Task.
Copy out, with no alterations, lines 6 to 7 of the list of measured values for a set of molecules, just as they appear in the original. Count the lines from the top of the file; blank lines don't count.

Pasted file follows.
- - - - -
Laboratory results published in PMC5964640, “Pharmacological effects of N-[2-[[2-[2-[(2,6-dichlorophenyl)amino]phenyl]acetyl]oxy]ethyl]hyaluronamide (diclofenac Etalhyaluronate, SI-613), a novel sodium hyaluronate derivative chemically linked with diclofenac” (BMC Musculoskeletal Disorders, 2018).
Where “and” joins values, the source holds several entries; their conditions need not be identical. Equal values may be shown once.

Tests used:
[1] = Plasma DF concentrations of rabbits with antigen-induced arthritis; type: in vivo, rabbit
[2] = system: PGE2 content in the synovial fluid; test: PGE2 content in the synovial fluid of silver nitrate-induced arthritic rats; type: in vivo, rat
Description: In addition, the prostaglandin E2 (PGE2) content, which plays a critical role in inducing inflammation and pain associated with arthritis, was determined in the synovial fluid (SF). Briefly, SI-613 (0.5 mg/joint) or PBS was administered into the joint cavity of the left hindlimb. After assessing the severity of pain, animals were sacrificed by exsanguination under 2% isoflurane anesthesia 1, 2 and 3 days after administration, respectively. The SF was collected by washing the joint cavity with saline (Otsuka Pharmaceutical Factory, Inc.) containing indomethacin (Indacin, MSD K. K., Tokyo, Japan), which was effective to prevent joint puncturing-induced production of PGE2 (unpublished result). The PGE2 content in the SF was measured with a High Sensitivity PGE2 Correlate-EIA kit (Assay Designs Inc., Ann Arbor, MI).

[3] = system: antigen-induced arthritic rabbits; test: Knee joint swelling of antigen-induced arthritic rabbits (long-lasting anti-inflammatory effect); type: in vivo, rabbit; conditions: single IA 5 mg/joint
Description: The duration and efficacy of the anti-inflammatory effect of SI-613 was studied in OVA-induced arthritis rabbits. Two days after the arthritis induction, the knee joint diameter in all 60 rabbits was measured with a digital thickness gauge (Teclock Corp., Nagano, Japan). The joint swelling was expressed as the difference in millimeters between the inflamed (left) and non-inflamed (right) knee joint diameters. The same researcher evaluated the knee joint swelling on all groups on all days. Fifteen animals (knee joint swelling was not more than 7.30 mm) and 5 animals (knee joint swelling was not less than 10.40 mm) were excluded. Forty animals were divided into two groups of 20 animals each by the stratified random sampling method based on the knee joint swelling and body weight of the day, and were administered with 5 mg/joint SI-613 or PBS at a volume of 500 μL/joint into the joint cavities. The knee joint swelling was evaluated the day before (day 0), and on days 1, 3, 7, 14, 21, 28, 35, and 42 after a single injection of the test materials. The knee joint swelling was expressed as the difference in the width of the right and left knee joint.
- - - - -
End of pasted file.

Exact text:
Description: In addition, the prostaglandin E2 (PGE2) content, which plays a critical role in inducing inflammation and pain associated with arthritis, was determined in the synovial fluid (SF). Briefly, SI-613 (0.5 mg/joint) or PBS was administered into the joint cavity of the left hindlimb. After assessing the severity of pain, animals were sacrificed by exsanguination under 2% isoflurane anesthesia 1, 2 and 3 days after administration, respectively. The SF was collected by washing the joint cavity with saline (Otsuka Pharmaceutical Factory, Inc.) containing indomethacin (Indacin, MSD K. K., Tokyo, Japan), which was effective to prevent joint puncturing-induced production of PGE2 (unpublished result). The PGE2 content in the SF was measured with a High Sensitivity PGE2 Correlate-EIA kit (Assay Designs Inc., Ann Arbor, MI).

[3] = system: antigen-induced arthritic rabbits; test: Knee joint swelling of antigen-induced arthritic rabbits (long-lasting anti-inflammatory effect); type: in vivo, rabbit; conditions: single IA 5 mg/joint